The aerospace industry has particular challenges that call for industry-specific tools. First, because the investments in research and development that are needed to launch a new aerospace product must be made over a very long time and are expensive and risky, the government must share the risk with the aerospace companies. Otherwise, they will develop their products elsewhere.

Second, because their products are very expensive and their clients, the airlines, are going through tough times because of competition from low-cost carriers and higher fuel prices, aerospace companies need ways of financing sales contracts. Otherwise, they will have a hard time finding buyers.

Third, because SMEs in the aerospace industry have to take part in developing products in order to create their own niche in the industry, but do not necessarily have the capital to do so, measures that apply specifically to SMEs, such as access to credit and working capital, are needed.

Lastly, because military purchases are excluded from trade agreements and mean good-quality contracts that lead to technological advances, the industry needs the government to adopt procurement policies that have attractive economic and technological spinoffs.

These four elements are the foundations of any aerospace policy. Such a policy is especially needed here as our domestic market is fairly limited and the government, which decided last year to renew its fleet of aircraft abroad at a cost of $13 billion, will not be making any purchases of a similar size for another generation or two.

The challenges facing the aerospace industry will not go away. The market will remain fragile, because fuel prices will remain high. The value of Canada's petrodollar will remain high as well, which will hurt manufacturing, including the aerospace industry.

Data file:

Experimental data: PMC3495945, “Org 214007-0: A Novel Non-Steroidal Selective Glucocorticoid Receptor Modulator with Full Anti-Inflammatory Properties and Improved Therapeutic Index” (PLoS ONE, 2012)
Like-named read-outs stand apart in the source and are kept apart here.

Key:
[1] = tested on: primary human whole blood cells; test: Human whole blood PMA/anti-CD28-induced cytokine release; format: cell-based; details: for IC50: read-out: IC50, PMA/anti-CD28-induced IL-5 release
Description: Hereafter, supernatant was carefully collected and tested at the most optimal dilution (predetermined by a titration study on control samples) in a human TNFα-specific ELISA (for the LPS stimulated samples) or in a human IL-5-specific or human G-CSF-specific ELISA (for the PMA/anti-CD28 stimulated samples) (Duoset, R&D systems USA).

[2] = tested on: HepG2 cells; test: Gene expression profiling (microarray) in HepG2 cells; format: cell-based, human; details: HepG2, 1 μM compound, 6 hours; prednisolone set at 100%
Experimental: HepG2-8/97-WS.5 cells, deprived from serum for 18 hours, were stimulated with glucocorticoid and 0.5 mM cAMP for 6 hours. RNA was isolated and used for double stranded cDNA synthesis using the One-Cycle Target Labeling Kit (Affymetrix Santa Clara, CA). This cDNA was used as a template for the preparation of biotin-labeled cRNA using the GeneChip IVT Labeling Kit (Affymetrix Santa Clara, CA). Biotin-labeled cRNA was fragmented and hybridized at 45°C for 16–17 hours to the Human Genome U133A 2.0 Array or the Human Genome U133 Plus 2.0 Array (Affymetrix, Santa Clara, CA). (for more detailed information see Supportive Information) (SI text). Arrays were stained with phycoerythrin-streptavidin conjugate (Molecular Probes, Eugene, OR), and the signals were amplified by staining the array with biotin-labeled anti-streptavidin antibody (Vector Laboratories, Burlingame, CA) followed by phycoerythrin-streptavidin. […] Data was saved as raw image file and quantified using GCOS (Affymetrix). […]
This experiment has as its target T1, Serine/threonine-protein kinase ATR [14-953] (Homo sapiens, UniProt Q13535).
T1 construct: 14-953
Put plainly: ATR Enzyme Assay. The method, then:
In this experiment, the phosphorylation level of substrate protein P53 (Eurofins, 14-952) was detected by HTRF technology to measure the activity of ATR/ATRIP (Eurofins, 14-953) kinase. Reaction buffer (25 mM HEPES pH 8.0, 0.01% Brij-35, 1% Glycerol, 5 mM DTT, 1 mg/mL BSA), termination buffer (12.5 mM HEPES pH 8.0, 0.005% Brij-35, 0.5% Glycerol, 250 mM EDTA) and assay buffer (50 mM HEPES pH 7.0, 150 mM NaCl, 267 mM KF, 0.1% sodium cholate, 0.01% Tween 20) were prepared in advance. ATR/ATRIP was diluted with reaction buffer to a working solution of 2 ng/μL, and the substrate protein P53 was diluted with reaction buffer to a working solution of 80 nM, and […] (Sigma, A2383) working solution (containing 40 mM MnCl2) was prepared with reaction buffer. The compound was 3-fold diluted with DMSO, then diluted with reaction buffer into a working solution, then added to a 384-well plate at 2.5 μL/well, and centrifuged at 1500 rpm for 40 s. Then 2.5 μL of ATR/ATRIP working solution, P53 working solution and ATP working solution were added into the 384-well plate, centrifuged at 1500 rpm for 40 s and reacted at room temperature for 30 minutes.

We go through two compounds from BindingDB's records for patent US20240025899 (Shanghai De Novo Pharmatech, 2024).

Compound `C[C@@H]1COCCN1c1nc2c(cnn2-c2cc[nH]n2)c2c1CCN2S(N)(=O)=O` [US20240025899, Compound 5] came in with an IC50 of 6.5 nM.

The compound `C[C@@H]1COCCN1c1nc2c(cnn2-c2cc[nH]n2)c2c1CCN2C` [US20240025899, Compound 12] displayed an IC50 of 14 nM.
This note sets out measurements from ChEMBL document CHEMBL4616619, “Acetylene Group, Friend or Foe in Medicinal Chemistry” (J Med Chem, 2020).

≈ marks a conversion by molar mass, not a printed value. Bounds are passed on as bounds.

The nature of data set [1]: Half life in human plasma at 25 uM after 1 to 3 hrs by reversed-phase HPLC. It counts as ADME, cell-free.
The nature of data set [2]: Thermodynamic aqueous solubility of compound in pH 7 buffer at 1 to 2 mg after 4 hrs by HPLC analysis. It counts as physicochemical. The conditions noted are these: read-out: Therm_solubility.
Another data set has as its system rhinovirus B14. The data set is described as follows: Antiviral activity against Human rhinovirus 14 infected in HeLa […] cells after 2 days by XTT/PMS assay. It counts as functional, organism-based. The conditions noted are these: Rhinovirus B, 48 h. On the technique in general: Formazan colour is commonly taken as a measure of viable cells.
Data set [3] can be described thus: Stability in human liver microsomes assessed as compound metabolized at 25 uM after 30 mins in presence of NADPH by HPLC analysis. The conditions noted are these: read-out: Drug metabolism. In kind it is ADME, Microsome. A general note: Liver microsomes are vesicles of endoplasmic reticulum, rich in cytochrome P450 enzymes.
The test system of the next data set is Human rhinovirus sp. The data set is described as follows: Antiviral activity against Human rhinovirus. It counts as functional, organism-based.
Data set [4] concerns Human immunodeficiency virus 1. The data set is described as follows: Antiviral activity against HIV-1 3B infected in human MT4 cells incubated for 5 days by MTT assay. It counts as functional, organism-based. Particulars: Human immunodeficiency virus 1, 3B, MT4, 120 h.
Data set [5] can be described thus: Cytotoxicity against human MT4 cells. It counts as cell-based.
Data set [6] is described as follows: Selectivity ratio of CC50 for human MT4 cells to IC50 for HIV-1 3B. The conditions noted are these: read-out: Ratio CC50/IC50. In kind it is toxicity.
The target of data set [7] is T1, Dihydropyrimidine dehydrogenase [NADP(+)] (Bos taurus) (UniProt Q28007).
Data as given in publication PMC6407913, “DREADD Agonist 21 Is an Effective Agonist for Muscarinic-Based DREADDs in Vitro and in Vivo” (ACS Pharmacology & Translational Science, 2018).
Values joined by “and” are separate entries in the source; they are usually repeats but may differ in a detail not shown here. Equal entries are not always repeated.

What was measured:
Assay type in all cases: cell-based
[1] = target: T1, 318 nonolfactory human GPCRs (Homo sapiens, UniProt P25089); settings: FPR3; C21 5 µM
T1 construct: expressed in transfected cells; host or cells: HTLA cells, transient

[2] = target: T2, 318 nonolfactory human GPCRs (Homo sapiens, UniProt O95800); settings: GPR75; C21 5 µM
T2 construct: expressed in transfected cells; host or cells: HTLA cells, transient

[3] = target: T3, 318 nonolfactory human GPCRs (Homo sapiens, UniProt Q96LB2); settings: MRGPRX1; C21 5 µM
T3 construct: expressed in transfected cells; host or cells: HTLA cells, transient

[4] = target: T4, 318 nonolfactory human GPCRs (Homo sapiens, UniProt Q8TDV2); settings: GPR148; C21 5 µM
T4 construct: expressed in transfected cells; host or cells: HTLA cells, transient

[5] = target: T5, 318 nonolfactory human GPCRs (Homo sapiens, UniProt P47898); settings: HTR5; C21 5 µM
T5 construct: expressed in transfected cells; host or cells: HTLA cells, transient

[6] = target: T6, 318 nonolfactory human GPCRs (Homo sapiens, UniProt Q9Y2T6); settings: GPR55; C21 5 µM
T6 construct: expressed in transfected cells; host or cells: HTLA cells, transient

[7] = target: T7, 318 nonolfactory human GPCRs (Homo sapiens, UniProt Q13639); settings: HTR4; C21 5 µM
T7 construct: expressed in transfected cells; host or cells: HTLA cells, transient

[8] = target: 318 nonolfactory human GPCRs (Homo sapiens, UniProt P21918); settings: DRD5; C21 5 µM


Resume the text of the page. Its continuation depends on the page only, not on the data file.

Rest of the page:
Opposition Motion--Science, Research and InnovationBusiness of SupplyGovernment Orders

1:20 p.m.

NDP

Bill Siksay NDP Burnaby—Douglas, BC

Mr. Speaker, since the tabling of the budget and the budget implementation bill, many concerns and questions have been raised in the House about accountability around infrastructure spending, about the $3 billion slush fund, about financial accountability and about political pork-barrelling.

The Canadian Association of University Teachers has raised another issue of accountability with regard to research funding in Canada. One of its concerns is it is looking for assurances that funding through the Canada Foundation for Innovation and the college and university infrastructure initiatives are judged on the basis of their scientific merit by people in the research community, not by political considerations, not by political priorities established by politicians.

Could the member comment on that suggestion from the Canadian Association of University Teachers?

Opposition Motion--Science, Research and InnovationBusiness of SupplyGovernment Orders

1:20 p.m.

Bloc

Carole Lavallée Bloc Saint-Bruno—Saint-Hubert, QC

Mr. Speaker, we believe this Conservative government is clueless about research and development, just as we believe that, when it comes to heritage, it has no understanding of creativity, artists and culture.